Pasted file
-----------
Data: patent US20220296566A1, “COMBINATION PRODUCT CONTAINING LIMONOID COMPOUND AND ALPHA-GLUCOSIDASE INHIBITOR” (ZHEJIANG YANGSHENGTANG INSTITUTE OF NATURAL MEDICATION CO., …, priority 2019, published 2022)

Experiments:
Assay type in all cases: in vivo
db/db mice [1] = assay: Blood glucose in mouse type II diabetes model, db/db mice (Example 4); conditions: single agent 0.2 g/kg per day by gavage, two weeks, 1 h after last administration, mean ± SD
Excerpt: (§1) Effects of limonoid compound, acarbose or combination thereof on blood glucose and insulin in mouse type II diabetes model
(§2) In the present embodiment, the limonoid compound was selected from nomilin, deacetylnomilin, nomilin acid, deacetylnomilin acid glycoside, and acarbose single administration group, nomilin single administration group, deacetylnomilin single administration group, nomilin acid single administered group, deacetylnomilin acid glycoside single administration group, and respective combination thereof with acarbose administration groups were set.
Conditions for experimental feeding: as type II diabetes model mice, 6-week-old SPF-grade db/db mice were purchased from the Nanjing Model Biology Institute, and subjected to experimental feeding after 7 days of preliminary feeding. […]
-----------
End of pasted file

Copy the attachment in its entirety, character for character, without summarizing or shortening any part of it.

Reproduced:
Data: patent US20220296566A1, “COMBINATION PRODUCT CONTAINING LIMONOID COMPOUND AND ALPHA-GLUCOSIDASE INHIBITOR” (ZHEJIANG YANGSHENGTANG INSTITUTE OF NATURAL MEDICATION CO., …, priority 2019, published 2022)

Experiments:
Assay type in all cases: in vivo
db/db mice [1] = assay: Blood glucose in mouse type II diabetes model, db/db mice (Example 4); conditions: single agent 0.2 g/kg per day by gavage, two weeks, 1 h after last administration, mean ± SD
Excerpt: (§1) Effects of limonoid compound, acarbose or combination thereof on blood glucose and insulin in mouse type II diabetes model
(§2) In the present embodiment, the limonoid compound was selected from nomilin, deacetylnomilin, nomilin acid, deacetylnomilin acid glycoside, and acarbose single administration group, nomilin single administration group, deacetylnomilin single administration group, nomilin acid single administered group, deacetylnomilin acid glycoside single administration group, and respective combination thereof with acarbose administration groups were set.
Conditions for experimental feeding: as type II diabetes model mice, 6-week-old SPF-grade db/db mice were purchased from the Nanjing Model Biology Institute, and subjected to experimental feeding after 7 days of preliminary feeding. […]